The Democratic Progressive Party (DPP) is set to focus on the issues of its primary format and member rights regulation at its party congress today after defusing a potential spat over a bid to readmit imprisoned former president Chen Shui-bian (陳水扁) to the party.
DPP Legislator Mark Chen (陳唐山), convener of the One Country, One Side Alliance, founded by the former president, said yesterday afternoon that he has withdrawn a proposal to reinstate Chen Shui-bian’s membership.
Chen Shui-bian quit the party in August 2008.
Photo: Liu Hsin-de, Taipei Times
The DPP’s Central Standing Committee agreed on Wednesday that the former president, who is serving a 20-year sentence for corruption, could directly apply for a membership by going through the standard process, which begins with a local office’s preliminary review, before a final review of a special panel at party headquarters.
The resolution was seen as an invalidation of Mark Chen’s proposal, which had been endorsed by hundreds of DPP members who say the former leader has suffered political persecution at the hands of President Ma Ying-jeou (馬英九) administration and the DPP should welcome him back and seek justice for his case.
However, Mark Chen had no intention of pulling his the proposal until yesterday.
The withdrawal, at least temporarily, defused a ticking time bomb that could have disrupted today’s congress because Chen’s rejoining the party remains a divisive topic. Those opposed to it say his return would likely jeopardize the party’s image.
Former vice president Annette Lu (呂秀蓮) said yesterday that while Chen Shui-bian has the right to apply for membership, his health and a medical parole should be prioritized over politicial considerations.
Playing down the focus on the former president, former premier Frank Hsieh (謝長廷) said the DPP should handle the membership application issue with a uniform standard to highlight it would be a party which rules by law.
Other issues on the congress agenda include the party’s primary format as well as regulations on members’ right to vote and to be elected — both major factors that could impact the seven-in-one elections next year and the DPP’s primary for the 2015 presidential election.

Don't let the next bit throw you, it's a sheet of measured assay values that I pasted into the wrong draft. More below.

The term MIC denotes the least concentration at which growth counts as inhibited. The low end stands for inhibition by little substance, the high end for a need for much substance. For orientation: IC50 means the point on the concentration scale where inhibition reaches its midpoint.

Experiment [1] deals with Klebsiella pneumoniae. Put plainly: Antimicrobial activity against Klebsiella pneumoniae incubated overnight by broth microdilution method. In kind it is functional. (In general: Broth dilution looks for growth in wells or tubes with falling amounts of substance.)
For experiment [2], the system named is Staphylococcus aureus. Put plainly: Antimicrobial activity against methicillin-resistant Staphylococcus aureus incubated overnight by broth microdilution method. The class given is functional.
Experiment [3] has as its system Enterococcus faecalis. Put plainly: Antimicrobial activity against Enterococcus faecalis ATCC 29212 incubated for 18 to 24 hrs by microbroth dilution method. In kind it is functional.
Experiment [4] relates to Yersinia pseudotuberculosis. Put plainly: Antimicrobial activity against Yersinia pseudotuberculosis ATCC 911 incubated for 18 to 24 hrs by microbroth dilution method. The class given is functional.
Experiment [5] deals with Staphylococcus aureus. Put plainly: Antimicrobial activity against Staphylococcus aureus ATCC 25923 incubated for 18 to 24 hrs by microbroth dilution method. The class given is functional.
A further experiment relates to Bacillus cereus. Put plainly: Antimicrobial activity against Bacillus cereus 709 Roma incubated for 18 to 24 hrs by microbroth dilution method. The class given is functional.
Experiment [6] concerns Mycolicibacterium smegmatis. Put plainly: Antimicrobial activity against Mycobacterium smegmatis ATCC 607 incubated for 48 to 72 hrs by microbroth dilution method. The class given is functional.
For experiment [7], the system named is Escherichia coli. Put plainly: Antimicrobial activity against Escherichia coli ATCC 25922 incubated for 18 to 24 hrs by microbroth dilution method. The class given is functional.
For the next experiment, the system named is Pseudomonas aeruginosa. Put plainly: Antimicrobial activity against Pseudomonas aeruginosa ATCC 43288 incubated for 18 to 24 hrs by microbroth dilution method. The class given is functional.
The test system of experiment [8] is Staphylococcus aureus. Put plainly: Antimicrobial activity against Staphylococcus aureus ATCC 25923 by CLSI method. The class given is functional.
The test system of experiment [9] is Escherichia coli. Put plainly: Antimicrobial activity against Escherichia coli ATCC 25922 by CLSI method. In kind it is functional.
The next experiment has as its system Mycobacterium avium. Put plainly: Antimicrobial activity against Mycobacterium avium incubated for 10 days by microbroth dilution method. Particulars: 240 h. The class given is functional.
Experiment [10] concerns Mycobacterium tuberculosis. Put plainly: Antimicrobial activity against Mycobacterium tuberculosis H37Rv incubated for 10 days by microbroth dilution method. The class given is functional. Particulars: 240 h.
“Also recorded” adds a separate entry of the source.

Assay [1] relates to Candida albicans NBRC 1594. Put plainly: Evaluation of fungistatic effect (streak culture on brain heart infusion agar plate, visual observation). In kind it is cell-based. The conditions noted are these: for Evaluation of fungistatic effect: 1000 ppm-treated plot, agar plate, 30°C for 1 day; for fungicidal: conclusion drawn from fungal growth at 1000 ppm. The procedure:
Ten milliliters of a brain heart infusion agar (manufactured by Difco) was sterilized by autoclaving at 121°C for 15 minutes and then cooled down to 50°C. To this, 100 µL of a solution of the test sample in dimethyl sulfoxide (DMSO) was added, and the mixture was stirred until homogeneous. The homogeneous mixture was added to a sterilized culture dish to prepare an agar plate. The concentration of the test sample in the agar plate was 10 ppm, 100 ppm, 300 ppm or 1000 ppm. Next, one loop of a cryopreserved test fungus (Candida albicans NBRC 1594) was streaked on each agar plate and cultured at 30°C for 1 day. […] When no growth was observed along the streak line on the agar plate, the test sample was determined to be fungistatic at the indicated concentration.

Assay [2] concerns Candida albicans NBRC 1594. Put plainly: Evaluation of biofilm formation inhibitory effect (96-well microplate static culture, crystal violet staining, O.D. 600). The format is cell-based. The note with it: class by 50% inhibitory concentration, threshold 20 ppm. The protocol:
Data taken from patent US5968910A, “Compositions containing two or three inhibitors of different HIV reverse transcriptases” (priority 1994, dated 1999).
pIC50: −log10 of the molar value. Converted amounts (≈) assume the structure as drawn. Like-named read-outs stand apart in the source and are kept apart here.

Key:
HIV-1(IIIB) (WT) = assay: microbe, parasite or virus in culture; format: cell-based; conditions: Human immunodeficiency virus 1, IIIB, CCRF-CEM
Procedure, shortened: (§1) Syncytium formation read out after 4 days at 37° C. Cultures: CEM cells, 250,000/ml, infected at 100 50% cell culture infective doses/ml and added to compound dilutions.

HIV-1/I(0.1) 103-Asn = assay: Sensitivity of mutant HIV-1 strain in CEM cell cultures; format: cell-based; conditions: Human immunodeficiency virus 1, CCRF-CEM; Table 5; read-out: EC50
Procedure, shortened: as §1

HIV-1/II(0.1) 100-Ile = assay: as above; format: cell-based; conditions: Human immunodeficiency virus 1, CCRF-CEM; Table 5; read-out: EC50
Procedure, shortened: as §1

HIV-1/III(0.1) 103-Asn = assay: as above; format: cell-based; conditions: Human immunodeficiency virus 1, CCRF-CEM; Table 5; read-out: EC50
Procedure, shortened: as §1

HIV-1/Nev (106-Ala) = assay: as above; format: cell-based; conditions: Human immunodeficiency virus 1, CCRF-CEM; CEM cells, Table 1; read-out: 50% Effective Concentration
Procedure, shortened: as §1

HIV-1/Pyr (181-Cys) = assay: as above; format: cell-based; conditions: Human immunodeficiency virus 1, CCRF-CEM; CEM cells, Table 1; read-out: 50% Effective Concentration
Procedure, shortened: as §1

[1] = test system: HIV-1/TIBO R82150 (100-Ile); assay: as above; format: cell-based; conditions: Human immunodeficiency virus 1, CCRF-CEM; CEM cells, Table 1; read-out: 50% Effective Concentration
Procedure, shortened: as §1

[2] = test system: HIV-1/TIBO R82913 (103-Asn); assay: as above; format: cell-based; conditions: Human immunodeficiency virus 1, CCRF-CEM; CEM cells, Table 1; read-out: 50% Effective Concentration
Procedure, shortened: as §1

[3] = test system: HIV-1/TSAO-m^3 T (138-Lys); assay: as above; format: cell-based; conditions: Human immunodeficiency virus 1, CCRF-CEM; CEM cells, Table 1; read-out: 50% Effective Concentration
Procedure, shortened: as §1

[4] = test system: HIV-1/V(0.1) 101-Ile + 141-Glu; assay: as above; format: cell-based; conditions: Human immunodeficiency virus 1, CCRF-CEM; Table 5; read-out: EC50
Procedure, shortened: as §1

The party has been mulling the reinstatement of party-member voting in its primaries for elections to replace the current mechanism that determines party nominations solely on public opinion polls — a change made by Su’s predecessor, Tsai Ing-wen (蔡英文), due to complaints from party members.
However, recent controversies surrounding reported cases of mass applications, the involvement of gangsters and the party’s oft criticized nominal member system appeared to have changed the momentum as many members worried that the member-voting mechanism would be exploited by political infighting.
Tsai said in a press release yesterday that her insistence on retaining the current mechanism due to the old format’s “systemic risk.”
She voiced support a measure announced by Su earlier this month, which stipulates tthat to vote in the party primary members must have belonged to the party for at least two years, as opposed to the previous one-year requirement.
While the change would strip the new members’ right to vote and to be elected, she said, the risk of gangsters’ influence would be “too much to take.”
Other proposals expected to be submitted to a vote at the congress also include a “Resolution on Human Rights Exchanges Across the Taiwan Strait,” which aimed at shifting the direction of bilateral engagement from politics and economics to universal values of democracy and human rights, and an initiative that calls for holding a China policy debate to build a party consensus on the direction of future cross-strait engagement.